Verse 10 continues God’s call and charge to Ezekiel as the "Son of man," speaking in the place of and for the Lord, even as His church and children are to witness for Him, bear His message today, Matthew 28:18-20; Acts 1:8-9; Acts 4:12; Romans 1:16; 1 Corinthians 15:1-3. Ezekiel was to hear with his ears, receive into his heart, and obey with his body of service and testimony, all that the God from the glory throne had called him to do, Proverbs 16:1; Psalms 10:17. Even so the Lord calls each of His children and servants to obey Him still, Ephesians 2:10; Matthew 5:13-15; James 1:22.

Verse 11 directs Ezekiel to move out, to go and keep on going to the whole house of Israel in Chaldean captivity, and tell them that they must yet suffer, lament, mourn, and endure judgment woes for their sins and the sins of their idolatrous, immoral, law-breaking, trespassing fathers, as forewarned from the Lord, Deuteronomy ch. 26-29; Whether the people heeded or did not heed his message, he was to keep on bearing the message, facing them down, and "butting" heads with them, v. 9; Numbers 31:23; 2 Timothy 4:1-5.

Verse 12 asserts that at this point in time the Spirit took him up (as surrounded by a whirlwind), overwhelmed him, and he heard behind him a voice of a great rushing, saying (repeatedly saying) "Blessed be the glory of the Lord from his place," where He sat, and from His throne, from which He had called and commissioned Ezekiel as His preaching and writing prophet, Ezekiel 1:17; Ezekiel 1:28. The throne of God’s glory is contrasted with man’s sitting on the ground, a "throne of accursed misery," Lamentations 1:1-3.

Verse 13 adds that he also heard the noise (unintelligible sounds) of the wings (flight) of the living creatures that touched one another, or "kissed" one another, closely embraced, and the noise of the wheels over against them, as they touched one another, against the living creatures, making a sound of rushing in unity. Let it be recalled that these came forth from the storm, the cloud, and the fire of amber, out of the north, headed for judgment upon the then prosperous, but also idolatrous, Chaldea, ch. 1, v. 4, 5.

Verse 14 further asserts that the spirit lifted or (buoyed) Ezekiel up to start his prophecying work, in bitterness of spirit, and the heat or fervor of his spirit, much as Paul felt, 1 Corinthians 2:3-4. Then it is added, "but the hand of the Lord," (ordination, mandate) of the Lord was upon him. Blessed is every servant who goes forth with the "hand of the Lord strong upon him," though his message be one of chastening from the Lord, Zechariah 4:6; Romans 8:14-16. See also 2 Kings 3:15; Ezekiel 8:1; Ezekiel 37:1.

Verse 15 asserts that Ezekiel then or first came to them of Telabib, that resided by the river of Chebar, near where he himself seems to have resided, beginning with his message first, to them near his home. "Tel" means a rise or elevation. He there discloses that he then sat where they sat, simply lived close with them, for seven days, remaining there astonished, stunned, or shocked, at what he saw and heard, as formerly revealed to him in the first vision, Ezekiel 1:1-3; Ezra 9:3-4.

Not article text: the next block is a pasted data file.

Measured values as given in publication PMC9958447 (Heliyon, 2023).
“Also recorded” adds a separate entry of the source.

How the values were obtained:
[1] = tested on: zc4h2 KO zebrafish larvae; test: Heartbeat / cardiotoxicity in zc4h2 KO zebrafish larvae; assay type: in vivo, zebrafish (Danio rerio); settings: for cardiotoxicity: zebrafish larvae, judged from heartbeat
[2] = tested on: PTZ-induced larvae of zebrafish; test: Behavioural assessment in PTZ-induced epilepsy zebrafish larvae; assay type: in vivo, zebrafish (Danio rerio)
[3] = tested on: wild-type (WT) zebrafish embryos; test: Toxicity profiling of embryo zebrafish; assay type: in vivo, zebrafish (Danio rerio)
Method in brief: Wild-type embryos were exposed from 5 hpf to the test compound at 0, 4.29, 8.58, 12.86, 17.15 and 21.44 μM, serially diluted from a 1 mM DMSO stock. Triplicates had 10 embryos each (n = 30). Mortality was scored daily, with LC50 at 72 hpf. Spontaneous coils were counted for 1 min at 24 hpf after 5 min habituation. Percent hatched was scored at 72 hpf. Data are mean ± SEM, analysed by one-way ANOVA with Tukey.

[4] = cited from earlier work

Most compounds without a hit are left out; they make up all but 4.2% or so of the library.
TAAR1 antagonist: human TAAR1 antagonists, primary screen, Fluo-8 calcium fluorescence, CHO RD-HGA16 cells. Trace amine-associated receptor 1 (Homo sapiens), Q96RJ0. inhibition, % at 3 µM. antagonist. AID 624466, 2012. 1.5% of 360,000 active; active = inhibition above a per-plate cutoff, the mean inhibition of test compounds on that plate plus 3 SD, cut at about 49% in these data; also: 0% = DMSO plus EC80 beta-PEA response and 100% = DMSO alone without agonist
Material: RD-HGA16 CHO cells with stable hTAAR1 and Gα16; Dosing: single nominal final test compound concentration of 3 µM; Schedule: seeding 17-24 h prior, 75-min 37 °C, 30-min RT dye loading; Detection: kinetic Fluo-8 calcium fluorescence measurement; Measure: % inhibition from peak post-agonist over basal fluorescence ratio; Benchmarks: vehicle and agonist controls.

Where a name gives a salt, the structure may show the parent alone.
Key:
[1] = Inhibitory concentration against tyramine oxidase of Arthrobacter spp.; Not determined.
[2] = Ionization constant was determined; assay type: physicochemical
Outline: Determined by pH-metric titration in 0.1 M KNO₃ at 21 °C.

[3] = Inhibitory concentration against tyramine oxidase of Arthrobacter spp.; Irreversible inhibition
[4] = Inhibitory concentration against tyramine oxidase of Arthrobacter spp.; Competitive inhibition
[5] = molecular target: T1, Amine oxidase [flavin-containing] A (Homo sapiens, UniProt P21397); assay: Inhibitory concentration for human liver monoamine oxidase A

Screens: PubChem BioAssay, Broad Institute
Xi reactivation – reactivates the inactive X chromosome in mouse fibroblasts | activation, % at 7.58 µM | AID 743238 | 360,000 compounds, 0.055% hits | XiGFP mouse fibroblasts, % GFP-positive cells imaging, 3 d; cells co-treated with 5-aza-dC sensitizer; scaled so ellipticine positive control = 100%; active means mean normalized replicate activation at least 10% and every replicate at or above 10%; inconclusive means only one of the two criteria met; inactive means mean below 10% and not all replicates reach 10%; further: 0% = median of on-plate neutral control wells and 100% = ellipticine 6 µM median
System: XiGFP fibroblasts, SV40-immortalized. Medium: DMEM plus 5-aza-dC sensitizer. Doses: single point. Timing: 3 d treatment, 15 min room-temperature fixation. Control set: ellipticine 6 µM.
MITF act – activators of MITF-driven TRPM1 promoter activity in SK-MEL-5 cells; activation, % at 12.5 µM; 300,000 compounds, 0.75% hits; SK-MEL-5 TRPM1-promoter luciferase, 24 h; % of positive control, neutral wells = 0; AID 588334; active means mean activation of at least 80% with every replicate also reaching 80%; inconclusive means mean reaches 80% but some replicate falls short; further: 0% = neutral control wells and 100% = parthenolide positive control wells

Verse 16 announces that at the end of seven days, the word of the Lord came to him again," repeatedly" saying to him, speaking, as follows: (revealing that there was more to come), Isaiah 28:10-13. The ten tribes had long before been carried away by Shalmaneser,. king of Assyria, and settled on the Chabor or harbor, 2 Kings 17:6.

Verse 17 addresses Ezekiel a third time as "Son of man," or representative of the "heir-redeemer." This time the Lord advises him that he has been made to be (to become) a "watchman unto the house of Israel," as one to go up and down upon the wall, to warn those within the walls of lurking danger, of the approaching enemy or destroyer, as described, Isaiah 52:8; Isaiah 56:10; Isaiah 62:6; Jeremiah 6:17. He was to warn them against personal disobedience to the word of the Lord, not lecture them on history and business affairs. He is the only prophet called a watchman. He was to show them their greatest enemy was within their own souls, and that certain storms of Divine judgment would come upon them for doing evil and neglecting righteousness, Psalms 1:1-6; Galatians 6:6-8; Matthew 5:13-16. Like true ministers of God, he was to proclaim the word he had received from God, reproving, rebuking, and exhorting with longsuffering and doctrine, 2 Timothy 4:1-6.

Verse 18 warns Ezekiel that when the Lord declared that the wicked should surely die for their deeds of wickedness, unless he faithfully and repeatedly warned them what the Lord said, to save their lives, such would die in their iniquity, state of lawlessness, but their blood should be required at the hand of Ezekiel, Ezekiel 33:6; John 8:21; John 8:24. Capitol punishment was the Mosaic law-decree for serious crimes, against which this warning is first given, to a new generation in captivity, yet soul death too is embraced, Acts 20:31; 2 Timothy 4:2.

Verse 19 further pledges that if Ezekiel warned the wicked, and the wicked turned not or repented not of his wickedness, nor turned from his wicked course of conduct, that one would die in his iniquity, or state of anarchy against God and God’s law, John 8:21; John 8:24; Romans 2:12. But Ezekiel would then be free from or liberated from any soul-guilt regarding his witness to the impenitent wicked one, Isaiah 49:4-5; Acts 20:26. This teaches personal accountability of each person, in matters of both salvation and moral behavior before men, Romans 14:11-12; Isaiah 49:4-5.